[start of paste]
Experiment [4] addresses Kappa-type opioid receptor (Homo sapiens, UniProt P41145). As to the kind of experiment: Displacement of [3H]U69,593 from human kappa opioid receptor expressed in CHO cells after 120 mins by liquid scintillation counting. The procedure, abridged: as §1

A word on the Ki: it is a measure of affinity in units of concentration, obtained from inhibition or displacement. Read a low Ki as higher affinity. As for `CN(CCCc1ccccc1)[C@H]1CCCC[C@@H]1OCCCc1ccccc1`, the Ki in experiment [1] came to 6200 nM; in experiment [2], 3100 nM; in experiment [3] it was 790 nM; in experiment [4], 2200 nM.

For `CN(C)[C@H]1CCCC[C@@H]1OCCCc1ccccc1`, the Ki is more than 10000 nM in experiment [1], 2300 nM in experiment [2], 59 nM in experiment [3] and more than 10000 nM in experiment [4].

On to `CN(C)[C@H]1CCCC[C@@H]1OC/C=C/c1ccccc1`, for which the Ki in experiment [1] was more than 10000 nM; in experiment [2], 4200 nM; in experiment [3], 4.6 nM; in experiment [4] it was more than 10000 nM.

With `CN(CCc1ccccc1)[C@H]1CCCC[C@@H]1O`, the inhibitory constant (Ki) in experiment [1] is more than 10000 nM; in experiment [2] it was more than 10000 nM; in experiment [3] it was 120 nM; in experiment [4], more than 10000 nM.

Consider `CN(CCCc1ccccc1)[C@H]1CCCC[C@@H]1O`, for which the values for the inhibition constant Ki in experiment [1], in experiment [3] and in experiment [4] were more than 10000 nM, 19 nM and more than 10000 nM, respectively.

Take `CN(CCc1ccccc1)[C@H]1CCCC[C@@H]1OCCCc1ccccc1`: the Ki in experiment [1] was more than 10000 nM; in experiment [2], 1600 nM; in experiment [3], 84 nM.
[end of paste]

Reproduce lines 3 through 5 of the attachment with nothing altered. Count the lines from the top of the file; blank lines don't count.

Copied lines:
For `CN(C)[C@H]1CCCC[C@@H]1OCCCc1ccccc1`, the Ki is more than 10000 nM in experiment [1], 2300 nM in experiment [2], 59 nM in experiment [3] and more than 10000 nM in experiment [4].

On to `CN(C)[C@H]1CCCC[C@@H]1OC/C=C/c1ccccc1`, for which the Ki in experiment [1] was more than 10000 nM; in experiment [2], 4200 nM; in experiment [3], 4.6 nM; in experiment [4] it was more than 10000 nM.

With `CN(CCc1ccccc1)[C@H]1CCCC[C@@H]1O`, the inhibitory constant (Ki) in experiment [1] is more than 10000 nM; in experiment [2] it was more than 10000 nM; in experiment [3] it was 120 nM; in experiment [4], more than 10000 nM.